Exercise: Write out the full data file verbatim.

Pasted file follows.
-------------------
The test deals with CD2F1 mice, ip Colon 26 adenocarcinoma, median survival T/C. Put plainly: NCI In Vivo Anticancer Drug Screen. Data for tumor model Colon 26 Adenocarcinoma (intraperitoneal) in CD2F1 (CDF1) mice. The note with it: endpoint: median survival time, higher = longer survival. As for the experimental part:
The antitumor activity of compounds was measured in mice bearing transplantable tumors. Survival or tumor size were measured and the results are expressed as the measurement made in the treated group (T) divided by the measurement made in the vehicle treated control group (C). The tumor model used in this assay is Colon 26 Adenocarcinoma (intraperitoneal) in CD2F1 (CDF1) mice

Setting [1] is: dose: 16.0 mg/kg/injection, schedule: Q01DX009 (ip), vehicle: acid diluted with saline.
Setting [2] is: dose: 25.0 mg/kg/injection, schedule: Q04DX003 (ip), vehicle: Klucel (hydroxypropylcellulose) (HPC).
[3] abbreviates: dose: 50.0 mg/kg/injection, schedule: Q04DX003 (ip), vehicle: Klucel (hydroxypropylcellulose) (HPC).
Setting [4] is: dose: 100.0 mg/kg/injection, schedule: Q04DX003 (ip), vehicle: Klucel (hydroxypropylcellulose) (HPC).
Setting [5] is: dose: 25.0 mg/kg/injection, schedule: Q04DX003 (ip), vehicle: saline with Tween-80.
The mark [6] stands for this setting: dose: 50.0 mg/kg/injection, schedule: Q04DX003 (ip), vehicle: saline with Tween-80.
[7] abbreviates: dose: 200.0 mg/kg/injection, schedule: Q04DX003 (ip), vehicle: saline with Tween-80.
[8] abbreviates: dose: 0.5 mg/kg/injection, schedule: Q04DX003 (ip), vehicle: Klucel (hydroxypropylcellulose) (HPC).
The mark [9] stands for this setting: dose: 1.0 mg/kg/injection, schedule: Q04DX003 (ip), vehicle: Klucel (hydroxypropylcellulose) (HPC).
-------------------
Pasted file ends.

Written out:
The test deals with CD2F1 mice, ip Colon 26 adenocarcinoma, median survival T/C. Put plainly: NCI In Vivo Anticancer Drug Screen. Data for tumor model Colon 26 Adenocarcinoma (intraperitoneal) in CD2F1 (CDF1) mice. The note with it: endpoint: median survival time, higher = longer survival. As for the experimental part:
The antitumor activity of compounds was measured in mice bearing transplantable tumors. Survival or tumor size were measured and the results are expressed as the measurement made in the treated group (T) divided by the measurement made in the vehicle treated control group (C). The tumor model used in this assay is Colon 26 Adenocarcinoma (intraperitoneal) in CD2F1 (CDF1) mice

Setting [1] is: dose: 16.0 mg/kg/injection, schedule: Q01DX009 (ip), vehicle: acid diluted with saline.
Setting [2] is: dose: 25.0 mg/kg/injection, schedule: Q04DX003 (ip), vehicle: Klucel (hydroxypropylcellulose) (HPC).
[3] abbreviates: dose: 50.0 mg/kg/injection, schedule: Q04DX003 (ip), vehicle: Klucel (hydroxypropylcellulose) (HPC).
Setting [4] is: dose: 100.0 mg/kg/injection, schedule: Q04DX003 (ip), vehicle: Klucel (hydroxypropylcellulose) (HPC).
Setting [5] is: dose: 25.0 mg/kg/injection, schedule: Q04DX003 (ip), vehicle: saline with Tween-80.
The mark [6] stands for this setting: dose: 50.0 mg/kg/injection, schedule: Q04DX003 (ip), vehicle: saline with Tween-80.
[7] abbreviates: dose: 200.0 mg/kg/injection, schedule: Q04DX003 (ip), vehicle: saline with Tween-80.
[8] abbreviates: dose: 0.5 mg/kg/injection, schedule: Q04DX003 (ip), vehicle: Klucel (hydroxypropylcellulose) (HPC).
The mark [9] stands for this setting: dose: 1.0 mg/kg/injection, schedule: Q04DX003 (ip), vehicle: Klucel (hydroxypropylcellulose) (HPC).